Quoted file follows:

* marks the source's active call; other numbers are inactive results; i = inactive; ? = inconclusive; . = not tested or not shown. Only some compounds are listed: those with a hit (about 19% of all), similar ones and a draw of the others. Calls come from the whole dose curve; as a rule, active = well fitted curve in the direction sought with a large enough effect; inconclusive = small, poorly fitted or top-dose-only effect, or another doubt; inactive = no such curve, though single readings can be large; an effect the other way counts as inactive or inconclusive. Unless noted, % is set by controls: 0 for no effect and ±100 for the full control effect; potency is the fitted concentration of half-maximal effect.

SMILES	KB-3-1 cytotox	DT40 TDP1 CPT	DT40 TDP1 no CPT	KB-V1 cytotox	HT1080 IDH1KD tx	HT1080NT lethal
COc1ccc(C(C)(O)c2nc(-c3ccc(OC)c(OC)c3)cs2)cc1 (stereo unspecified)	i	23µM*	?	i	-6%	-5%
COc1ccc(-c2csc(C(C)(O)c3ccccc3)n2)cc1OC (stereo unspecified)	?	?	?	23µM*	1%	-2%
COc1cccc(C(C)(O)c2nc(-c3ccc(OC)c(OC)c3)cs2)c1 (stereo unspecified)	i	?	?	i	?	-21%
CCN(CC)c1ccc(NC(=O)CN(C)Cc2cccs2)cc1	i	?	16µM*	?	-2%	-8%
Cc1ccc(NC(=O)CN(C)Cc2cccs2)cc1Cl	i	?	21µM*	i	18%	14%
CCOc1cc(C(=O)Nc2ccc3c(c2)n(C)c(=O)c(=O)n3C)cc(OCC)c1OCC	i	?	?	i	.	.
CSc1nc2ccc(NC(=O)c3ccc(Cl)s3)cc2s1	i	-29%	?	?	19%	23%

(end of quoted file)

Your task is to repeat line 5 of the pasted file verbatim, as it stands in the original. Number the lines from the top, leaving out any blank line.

COc1cccc(C(C)(O)c2nc(-c3ccc(OC)c(OC)c3)cs2)c1 (stereo unspecified)	i	?	?	i	?	-21%